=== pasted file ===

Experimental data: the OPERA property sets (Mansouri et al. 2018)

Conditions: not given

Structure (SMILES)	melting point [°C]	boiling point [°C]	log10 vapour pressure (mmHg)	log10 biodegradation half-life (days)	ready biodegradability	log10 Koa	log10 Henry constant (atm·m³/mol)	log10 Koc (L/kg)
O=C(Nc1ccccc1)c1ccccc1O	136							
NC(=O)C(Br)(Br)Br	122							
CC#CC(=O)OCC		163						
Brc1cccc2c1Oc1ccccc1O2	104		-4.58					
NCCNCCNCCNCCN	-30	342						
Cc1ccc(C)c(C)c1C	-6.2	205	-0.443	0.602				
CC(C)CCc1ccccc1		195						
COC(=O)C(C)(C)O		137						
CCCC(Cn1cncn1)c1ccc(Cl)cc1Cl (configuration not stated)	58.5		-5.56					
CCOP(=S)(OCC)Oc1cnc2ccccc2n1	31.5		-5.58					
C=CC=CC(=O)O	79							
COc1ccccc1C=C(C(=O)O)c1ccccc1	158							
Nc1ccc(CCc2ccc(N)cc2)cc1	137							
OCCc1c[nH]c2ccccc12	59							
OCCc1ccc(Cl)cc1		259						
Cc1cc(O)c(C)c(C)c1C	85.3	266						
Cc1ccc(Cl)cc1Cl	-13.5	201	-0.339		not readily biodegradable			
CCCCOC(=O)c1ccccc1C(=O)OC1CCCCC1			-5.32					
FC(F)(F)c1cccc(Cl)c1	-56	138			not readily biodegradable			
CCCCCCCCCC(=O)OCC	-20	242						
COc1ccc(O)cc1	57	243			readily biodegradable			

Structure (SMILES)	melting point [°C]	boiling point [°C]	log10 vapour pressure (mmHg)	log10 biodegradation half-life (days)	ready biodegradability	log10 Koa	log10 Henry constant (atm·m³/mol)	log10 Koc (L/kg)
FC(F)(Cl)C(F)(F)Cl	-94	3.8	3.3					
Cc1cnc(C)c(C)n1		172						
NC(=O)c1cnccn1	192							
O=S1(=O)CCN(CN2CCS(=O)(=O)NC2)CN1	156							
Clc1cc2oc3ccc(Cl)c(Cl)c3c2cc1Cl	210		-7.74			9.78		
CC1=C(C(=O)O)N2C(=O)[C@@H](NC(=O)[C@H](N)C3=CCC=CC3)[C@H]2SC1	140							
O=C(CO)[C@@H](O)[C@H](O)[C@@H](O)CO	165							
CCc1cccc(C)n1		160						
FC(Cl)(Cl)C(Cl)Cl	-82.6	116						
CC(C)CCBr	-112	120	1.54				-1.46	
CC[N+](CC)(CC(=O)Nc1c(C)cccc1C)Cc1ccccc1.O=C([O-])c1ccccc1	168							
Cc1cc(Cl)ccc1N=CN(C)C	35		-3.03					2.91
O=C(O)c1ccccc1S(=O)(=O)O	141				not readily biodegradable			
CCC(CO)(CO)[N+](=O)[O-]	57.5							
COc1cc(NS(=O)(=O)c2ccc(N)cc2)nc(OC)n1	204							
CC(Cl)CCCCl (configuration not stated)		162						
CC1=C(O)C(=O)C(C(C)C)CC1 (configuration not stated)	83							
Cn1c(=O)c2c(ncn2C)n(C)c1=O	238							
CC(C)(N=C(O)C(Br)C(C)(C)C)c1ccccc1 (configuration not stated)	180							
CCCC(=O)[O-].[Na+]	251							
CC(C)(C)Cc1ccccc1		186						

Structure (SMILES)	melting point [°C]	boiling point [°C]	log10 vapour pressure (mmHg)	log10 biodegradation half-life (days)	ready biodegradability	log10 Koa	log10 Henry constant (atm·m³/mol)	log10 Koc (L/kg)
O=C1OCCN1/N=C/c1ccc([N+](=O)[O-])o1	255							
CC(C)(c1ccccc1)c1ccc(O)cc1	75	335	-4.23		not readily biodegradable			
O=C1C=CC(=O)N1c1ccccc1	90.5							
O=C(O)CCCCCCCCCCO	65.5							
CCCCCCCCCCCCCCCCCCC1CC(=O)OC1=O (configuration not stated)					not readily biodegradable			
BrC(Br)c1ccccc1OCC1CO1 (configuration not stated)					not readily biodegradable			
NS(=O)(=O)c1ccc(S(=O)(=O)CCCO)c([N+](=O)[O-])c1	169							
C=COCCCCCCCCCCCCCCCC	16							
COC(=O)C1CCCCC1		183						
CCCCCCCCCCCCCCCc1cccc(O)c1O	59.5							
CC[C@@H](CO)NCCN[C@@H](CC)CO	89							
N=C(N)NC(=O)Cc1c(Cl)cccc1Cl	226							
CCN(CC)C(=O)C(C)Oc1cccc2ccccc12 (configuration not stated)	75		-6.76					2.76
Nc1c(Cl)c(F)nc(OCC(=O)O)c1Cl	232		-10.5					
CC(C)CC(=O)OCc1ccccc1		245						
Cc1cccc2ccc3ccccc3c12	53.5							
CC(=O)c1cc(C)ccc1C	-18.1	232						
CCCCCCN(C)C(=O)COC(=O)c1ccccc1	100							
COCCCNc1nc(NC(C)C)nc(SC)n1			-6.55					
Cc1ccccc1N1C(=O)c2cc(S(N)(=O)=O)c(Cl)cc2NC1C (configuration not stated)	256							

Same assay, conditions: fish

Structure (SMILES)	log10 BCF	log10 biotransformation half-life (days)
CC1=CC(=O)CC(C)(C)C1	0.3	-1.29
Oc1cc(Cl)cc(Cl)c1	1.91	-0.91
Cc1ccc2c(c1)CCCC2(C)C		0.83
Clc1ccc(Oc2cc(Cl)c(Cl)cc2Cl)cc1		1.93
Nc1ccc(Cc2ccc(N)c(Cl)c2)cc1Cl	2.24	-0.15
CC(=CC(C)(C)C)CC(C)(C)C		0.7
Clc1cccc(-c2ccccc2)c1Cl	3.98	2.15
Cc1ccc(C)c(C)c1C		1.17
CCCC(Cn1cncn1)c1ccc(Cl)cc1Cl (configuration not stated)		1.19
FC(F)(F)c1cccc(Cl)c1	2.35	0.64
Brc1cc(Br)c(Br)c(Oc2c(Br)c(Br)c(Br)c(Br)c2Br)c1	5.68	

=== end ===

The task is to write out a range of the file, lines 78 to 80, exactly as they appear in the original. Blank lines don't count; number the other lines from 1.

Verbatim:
CCCC(Cn1cncn1)c1ccc(Cl)cc1Cl (configuration not stated)		1.19
FC(F)(F)c1cccc(Cl)c1	2.35	0.64
Brc1cc(Br)c(Br)c(Oc2c(Br)c(Br)c(Br)c(Br)c2Br)c1	5.68	